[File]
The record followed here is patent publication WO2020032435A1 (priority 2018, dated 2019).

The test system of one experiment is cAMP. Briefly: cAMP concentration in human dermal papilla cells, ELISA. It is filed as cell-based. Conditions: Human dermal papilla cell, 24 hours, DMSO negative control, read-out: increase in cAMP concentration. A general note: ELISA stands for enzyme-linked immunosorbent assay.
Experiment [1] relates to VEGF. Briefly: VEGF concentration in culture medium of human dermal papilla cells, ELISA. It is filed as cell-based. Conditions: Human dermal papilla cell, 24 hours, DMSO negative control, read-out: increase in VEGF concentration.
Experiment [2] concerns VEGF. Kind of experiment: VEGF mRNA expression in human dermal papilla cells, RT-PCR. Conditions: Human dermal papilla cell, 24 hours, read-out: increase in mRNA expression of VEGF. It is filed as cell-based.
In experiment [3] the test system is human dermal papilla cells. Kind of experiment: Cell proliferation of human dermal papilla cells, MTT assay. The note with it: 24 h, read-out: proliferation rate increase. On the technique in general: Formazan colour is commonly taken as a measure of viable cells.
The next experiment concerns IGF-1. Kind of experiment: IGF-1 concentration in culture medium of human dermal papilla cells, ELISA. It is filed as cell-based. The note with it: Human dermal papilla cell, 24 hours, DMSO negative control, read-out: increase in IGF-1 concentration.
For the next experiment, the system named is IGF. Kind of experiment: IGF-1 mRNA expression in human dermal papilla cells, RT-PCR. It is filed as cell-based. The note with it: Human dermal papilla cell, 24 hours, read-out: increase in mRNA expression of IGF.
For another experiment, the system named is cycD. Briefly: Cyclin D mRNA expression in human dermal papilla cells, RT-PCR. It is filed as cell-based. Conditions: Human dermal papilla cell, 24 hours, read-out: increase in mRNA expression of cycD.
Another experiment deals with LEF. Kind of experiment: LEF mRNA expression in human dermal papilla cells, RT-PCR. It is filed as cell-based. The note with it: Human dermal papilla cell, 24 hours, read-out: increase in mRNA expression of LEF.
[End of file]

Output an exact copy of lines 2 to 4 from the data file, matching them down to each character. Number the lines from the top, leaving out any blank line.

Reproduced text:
The test system of one experiment is cAMP. Briefly: cAMP concentration in human dermal papilla cells, ELISA. It is filed as cell-based. Conditions: Human dermal papilla cell, 24 hours, DMSO negative control, read-out: increase in cAMP concentration. A general note: ELISA stands for enzyme-linked immunosorbent assay.
Experiment [1] relates to VEGF. Briefly: VEGF concentration in culture medium of human dermal papilla cells, ELISA. It is filed as cell-based. Conditions: Human dermal papilla cell, 24 hours, DMSO negative control, read-out: increase in VEGF concentration.
Experiment [2] concerns VEGF. Kind of experiment: VEGF mRNA expression in human dermal papilla cells, RT-PCR. Conditions: Human dermal papilla cell, 24 hours, read-out: increase in mRNA expression of VEGF. It is filed as cell-based.